The Value of Birds and Bees

The Value of Birds and Bees

In honor of National Pollinator Week, let’s take a moment to appreciate the incredible value that birds and bees bring to our ecosystem. These amazing creatures play a crucial role in pollination, ensuring the production of our food and fiber. Join us as we explore how pollinators benefit America’s working forests, farms, and ranches.

How seeds are made

Step outside this June, and you’ll be greeted by a symphony of sights and scents. Hummingbirds gracefully flit through the air, sipping nectar from vibrant flowers. Bees and butterflies hover over budding farm crops, while beetles, ants, and bats join in the feast, feasting on protein-rich pollen.

But these animals aren’t just enjoying a meal – they’re helping plants reproduce. Through the process of pollination, they transfer pollen between the male and female parts of a flower, kickstarting the creation of seeds and the birth of new plants.

The Value of Birds and Bees

Pollinators add value for people and wildlife

Did you know that over 80% of the world’s flowering plants require a pollinator to reproduce? And we humans rely on these pollinators too, as the majority of our food comes from flowering plants. In fact, one out of every three bites of our food, including fruits, vegetables, chocolate, coffee, nuts, and spices, is created with the help of pollinators.

But the value of pollinators extends beyond just food production. They also play a crucial role in the food web, with insects like moths feeding more than 80% of birds in the US, as well as reptiles, amphibians, and mammals. Additionally, pollinators contribute to healthy soils and clean water by fostering robust plant communities.

In fact, the ecological services provided by pollinators are valued at a staggering $200 billion each year. This includes their vital role in generating more profitable yields on America’s working agricultural lands.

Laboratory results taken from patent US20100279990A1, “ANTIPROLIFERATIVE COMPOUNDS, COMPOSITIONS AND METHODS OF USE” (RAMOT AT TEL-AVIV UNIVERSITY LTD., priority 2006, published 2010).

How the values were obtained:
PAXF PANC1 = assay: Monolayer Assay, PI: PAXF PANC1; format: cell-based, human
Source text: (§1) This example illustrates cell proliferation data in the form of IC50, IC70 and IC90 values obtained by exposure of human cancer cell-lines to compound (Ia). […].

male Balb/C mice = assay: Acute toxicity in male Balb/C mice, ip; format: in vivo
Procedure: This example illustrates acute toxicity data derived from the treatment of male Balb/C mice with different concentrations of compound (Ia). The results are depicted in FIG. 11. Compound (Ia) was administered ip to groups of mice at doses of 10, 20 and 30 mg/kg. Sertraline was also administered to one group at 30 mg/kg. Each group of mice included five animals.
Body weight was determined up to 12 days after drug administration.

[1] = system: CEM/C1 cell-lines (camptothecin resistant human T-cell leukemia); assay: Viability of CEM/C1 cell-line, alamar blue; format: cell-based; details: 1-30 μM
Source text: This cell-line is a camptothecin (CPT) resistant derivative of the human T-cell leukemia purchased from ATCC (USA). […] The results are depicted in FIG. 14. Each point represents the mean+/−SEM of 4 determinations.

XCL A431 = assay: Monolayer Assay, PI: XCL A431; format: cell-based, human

The Value of Birds and Bees

The plight of pollinators

Unfortunately, the populations of pollinators, including bees and butterflies, are facing alarming declines. In the United States alone, there are over 4,000 bee species, with honey bees alone responsible for pollinating 80% of all flowering plants, including more than 130 types of fruits and vegetables.

The iconic monarch butterfly, known for its incredible annual migrations, has seen its numbers plummet from one billion to a mere 34 million in the past 25 years. The loss of pollinators can be attributed to various factors, including habitat loss, diseases, parasites, and environmental contaminants.

The Value of Birds and Bees

Producers can help pollinators recover

Thankfully, private landowners are taking action to protect pollinators by implementing sustainable agricultural practices that benefit both wildlife and their bottom line.

A recent study from Montana State University found that rangelands enrolled in rest-rotation grazing through the NRCS Sage Grouse Initiative actually provided better habitat for native pollinators compared to pastures without livestock grazing. This shows that a balance can be struck between agricultural productivity and conservation efforts.

Through the 2018 Farm Bill, the USDA offers numerous conservation activities that benefit both pollinators and producers. These initiatives promote the creation of healthy, high-value plants and habitats, ensuring a brighter future for our pollinators.

Farmers, ranchers, and foresters are contributing to the recovery of pollinator populations.

As we celebrate National Pollinator Week, let’s remember the incredible value that birds and bees bring to our lives. By supporting and protecting these vital pollinators, we can ensure the continued abundance of not only our food but also the ecosystems that sustain us. Together, we can make a difference for the birds, bees, and for future generations.

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